The Supreme Court: Its Politics, Personalities, and Procedures

The Supreme Court: Its Politics, Personalities, and Procedures

The Supreme Court: Its Politics, Personalities, and Procedures

The Supreme Court: Its Politics, Personalities, and Procedures

Excerpt

Since 1937, the Supreme Court of the United States has been subjected to a series of attacks perhaps more unrelenting than those which were directed against the "Nine Old Men" of the earlier 1930's. The modern attacks are directed not only to the substance of the Supreme Court's decisions but also against the justices, their law clerks, and the very manner in which the Court operates as a working institution. This book is concerned primarily with aspects of the problem that are ordinarily omitted in the constitutional law casebook—the realities of the judicial selection process, the relationship of the Supreme Court to the state supreme courts and to professional legal organizations, and the evolution and modern characteristics of the decision-making process, each topic being treated in historical perspective.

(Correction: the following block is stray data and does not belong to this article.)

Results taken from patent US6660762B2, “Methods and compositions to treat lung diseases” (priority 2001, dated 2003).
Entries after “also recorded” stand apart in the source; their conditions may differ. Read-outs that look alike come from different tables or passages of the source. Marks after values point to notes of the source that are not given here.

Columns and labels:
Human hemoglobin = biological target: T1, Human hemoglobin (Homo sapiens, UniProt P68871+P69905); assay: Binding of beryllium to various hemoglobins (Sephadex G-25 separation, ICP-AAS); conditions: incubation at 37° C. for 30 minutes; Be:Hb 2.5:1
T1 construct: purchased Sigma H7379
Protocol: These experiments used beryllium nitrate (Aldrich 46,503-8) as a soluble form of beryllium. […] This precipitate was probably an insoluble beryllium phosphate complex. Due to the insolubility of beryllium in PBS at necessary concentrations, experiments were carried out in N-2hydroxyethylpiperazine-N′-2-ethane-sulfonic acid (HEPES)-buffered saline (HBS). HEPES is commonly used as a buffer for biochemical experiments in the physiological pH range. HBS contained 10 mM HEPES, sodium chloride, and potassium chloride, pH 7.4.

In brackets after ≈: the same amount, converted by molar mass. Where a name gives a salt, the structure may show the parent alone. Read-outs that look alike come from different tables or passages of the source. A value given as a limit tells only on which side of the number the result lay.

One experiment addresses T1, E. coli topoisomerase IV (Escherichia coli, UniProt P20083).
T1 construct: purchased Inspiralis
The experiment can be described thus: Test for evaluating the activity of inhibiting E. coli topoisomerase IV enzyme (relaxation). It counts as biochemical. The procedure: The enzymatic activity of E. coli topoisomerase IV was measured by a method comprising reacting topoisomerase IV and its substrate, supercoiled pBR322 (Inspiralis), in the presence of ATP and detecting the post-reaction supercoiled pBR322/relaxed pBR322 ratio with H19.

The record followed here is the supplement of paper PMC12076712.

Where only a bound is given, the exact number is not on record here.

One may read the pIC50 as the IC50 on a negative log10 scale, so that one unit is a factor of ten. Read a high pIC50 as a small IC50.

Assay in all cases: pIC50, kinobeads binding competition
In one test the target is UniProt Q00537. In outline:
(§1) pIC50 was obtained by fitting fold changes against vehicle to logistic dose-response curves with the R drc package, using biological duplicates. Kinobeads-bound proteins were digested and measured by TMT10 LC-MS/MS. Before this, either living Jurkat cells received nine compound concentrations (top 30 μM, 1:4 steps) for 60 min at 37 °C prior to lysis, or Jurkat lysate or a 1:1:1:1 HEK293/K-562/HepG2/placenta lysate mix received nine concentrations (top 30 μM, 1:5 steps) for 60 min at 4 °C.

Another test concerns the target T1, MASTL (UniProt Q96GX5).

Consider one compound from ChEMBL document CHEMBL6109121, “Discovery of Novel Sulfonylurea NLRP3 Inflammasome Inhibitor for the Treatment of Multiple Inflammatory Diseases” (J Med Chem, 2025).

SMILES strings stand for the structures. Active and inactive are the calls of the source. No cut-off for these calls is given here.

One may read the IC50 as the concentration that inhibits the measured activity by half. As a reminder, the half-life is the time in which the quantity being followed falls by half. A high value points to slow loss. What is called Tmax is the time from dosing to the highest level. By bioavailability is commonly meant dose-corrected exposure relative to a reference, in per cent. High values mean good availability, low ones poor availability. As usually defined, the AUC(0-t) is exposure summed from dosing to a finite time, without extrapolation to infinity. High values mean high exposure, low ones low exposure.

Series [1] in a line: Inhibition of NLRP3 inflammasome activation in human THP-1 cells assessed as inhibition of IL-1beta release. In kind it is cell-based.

The book is intended for several uses: as a supplement to American government texts or constitutional law casebooks in political science courses; as a supplement to materials offered in courses on modern American history; and as a work which may be of value to state or federal judges, lawyers, and interested laymen.

Because the data-gathering stage of this slim volume began more than four years ago, my indebtedness extends to many individuals. Several of my colleagues at the State University of Iowa, notably Vernon Van Dyke, Lane Davis, Donald B. Johnson, Arnold Rogow, and Samuel Hays (History), read portions of the manuscript and gave helpful advice and encouragement. Chester Bam of the University of Virginia aided not only in this respect, but also, at crucial junctures, in the gathering of data. Devere Pentony, Merle Arp, and Eugene Reyhons were of invaluable assistance in . . .

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